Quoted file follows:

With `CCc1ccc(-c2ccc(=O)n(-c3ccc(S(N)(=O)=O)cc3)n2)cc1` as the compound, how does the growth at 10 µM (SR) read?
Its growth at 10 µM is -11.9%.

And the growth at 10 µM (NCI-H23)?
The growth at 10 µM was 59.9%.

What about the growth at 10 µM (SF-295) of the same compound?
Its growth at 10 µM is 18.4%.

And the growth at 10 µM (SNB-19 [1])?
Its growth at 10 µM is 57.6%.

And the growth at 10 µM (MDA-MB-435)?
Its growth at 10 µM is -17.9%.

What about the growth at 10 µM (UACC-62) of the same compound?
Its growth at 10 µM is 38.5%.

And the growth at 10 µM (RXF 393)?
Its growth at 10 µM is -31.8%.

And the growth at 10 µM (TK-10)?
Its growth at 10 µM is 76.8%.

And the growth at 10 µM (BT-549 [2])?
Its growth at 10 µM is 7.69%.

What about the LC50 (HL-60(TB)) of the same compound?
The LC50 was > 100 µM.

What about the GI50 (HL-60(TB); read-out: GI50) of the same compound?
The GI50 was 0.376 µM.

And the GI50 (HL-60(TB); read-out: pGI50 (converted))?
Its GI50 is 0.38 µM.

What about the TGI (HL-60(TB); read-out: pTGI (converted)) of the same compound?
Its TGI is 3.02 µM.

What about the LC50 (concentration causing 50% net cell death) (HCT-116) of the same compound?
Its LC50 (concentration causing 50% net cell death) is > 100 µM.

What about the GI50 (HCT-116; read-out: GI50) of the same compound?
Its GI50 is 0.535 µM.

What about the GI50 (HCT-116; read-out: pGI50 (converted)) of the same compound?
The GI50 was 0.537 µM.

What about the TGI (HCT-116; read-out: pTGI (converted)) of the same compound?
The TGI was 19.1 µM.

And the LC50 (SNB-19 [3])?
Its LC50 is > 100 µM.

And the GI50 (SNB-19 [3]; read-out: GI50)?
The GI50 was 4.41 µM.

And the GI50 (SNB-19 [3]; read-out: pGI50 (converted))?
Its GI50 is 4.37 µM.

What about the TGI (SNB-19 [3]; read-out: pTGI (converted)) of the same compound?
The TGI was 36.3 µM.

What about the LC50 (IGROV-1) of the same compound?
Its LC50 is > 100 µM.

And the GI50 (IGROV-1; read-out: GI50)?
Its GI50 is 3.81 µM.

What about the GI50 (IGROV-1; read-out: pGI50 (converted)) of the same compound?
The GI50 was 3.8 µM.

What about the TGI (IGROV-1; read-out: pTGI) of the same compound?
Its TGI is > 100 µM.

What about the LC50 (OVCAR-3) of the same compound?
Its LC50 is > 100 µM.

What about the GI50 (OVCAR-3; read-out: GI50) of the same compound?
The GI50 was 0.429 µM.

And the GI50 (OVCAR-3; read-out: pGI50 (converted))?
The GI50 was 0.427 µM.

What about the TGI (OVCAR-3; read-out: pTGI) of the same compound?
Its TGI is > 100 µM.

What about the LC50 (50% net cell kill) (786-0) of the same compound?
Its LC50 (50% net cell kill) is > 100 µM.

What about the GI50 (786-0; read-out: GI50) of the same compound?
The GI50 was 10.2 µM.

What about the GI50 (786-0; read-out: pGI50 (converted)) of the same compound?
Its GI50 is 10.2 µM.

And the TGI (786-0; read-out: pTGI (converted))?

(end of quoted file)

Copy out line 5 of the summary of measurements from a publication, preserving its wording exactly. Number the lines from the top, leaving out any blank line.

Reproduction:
What about the growth at 10 µM (SF-295) of the same compound?